How Amphetamine Abuse Leads to Addiction

Addictive drugs in general exert their effects by interfering with brain and central nervous system chemical processes. Some drugs have a “slowing” effect, while others work to speed up bodily processes. Amphetamines speed up or stimulate chemical processes in the brain and central nervous system.

Amphetamine drugs come in prescription as well as illegal forms. Some of the more commonly known amphetamines include:

  • Ritalin
  • Crystal meth
  • Strattera
  • Ephedra

Whether legal or not, these drugs produce the same effects, especially when a person engages in amphetamine abuse practices.

Over time, amphetamine abuse takes a toll on the body’s chemical processes making brain and central nervous system functions more dependent on the drug’s effects. After a certain point, addiction takes hold as amphetamine abuse effects take over the brain’s ability to regulate cognitive processes.

Brain Tolerance Processes


It is important to understand how addiction can develop from taking amphetamines.

Brain tolerance processes play a pivotal role in the addiction processes. Amphetamines stimulate norepinephrine and dopamine chemical production in the brain. These chemicals, also known as neurotransmitters help regulate any number of psychological and physical processes. Amphetamines target the brain cell receptor sites that secrete these chemicals.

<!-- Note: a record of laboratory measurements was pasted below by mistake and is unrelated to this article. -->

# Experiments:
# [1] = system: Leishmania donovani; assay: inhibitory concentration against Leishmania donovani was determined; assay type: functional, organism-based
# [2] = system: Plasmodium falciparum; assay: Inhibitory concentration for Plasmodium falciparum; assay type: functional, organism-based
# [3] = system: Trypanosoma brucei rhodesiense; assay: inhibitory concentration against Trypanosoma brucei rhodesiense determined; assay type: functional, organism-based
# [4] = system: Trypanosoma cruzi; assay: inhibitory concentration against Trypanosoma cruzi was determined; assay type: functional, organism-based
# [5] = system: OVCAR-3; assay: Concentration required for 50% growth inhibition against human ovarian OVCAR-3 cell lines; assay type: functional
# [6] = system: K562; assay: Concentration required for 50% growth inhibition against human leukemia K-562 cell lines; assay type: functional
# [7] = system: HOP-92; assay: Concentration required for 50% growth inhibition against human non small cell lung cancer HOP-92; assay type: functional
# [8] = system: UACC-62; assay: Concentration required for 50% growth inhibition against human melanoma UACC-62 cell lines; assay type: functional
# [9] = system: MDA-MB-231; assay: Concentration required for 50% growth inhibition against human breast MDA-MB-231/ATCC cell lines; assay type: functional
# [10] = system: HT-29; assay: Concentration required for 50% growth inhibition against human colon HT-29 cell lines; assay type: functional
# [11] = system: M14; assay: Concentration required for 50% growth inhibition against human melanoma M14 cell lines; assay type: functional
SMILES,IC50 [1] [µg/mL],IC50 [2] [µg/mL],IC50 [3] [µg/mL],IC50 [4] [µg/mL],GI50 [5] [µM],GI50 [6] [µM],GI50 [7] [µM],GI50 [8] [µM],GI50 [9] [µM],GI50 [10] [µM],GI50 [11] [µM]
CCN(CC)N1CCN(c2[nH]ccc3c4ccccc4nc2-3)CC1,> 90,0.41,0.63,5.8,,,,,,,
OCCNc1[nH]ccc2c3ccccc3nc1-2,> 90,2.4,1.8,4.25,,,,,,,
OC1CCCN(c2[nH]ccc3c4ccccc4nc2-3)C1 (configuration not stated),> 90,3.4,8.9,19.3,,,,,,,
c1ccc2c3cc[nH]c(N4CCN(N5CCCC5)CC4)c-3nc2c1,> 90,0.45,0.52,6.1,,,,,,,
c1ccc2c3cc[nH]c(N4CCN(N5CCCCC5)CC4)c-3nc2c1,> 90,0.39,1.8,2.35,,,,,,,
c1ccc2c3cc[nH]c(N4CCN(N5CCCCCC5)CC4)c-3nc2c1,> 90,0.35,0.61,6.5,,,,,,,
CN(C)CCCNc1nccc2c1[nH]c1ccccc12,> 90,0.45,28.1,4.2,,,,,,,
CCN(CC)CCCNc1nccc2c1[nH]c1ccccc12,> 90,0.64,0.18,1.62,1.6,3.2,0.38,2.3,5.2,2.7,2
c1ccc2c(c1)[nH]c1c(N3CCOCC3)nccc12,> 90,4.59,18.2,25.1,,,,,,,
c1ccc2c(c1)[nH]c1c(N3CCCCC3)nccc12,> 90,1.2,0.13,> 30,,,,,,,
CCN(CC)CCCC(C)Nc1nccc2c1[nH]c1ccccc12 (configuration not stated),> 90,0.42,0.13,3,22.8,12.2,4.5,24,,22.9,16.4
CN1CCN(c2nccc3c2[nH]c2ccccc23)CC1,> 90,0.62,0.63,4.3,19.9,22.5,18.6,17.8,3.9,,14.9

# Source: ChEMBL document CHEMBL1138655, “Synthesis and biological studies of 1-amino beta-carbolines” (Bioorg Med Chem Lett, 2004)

With continued use, receptor sites lose their ability to secrete needed neurotransmitter chemicals. In effect, these sites become over-stimulated which works to weaken their overall functional capacity, according to Semel Institute. As a result, more of the drug is needed in order for cell sites to operate normally.

This cycle continues for as long as a person engages in amphetamine abuse. Meanwhile, brain cell structures undergo considerable damage making it all the more difficult to control drug intake amounts.

Physical Dependence

According to the University of Maryland, ongoing amphetamine abuse will eventually place the brain and body in a drug dependent state. As tolerance levels continue to rise, brain functions become increasingly dependent on amphetamine effects.

After so many weeks or months of amphetamine abuse, the brain reaches the point where only large quantities of amphetamines will produce the desired “high” effect. Large quantities are also needed in order for brain cell functions to secrete needed neurotransmitter chemicals.

At this point, users enter a “binge and crash” cycle. Bingeing entails consuming large quantities of amphetamines within a short time period. Once the drug’s effects wear off, users “crash” meaning they sleep for days on end only to wake up craving more of the drug. This level of amphetamine abuse can cause permanent brain damage to develop.


Amphetamine abuse creates a progressive state of chemical imbalance throughout the brain and central nervous system. Even slight chemical imbalances can offset any number of essential brain functions. With long-term drug use, a person’s entire psychological make-up becomes affected.

Chemical imbalances disrupt the brain’s cognitive and emotional processes and also “rewires” the brain’s reward system, which dictates a person’s motivations and drives. These combined effects take the form of destructive behavior patterns that gradually impair a person’s ability to meet daily obligations and responsibilities.

Over time, users will start to neglect work and family responsibilities in favor of obtaining and using amphetamines. At this point, addiction is working at full force.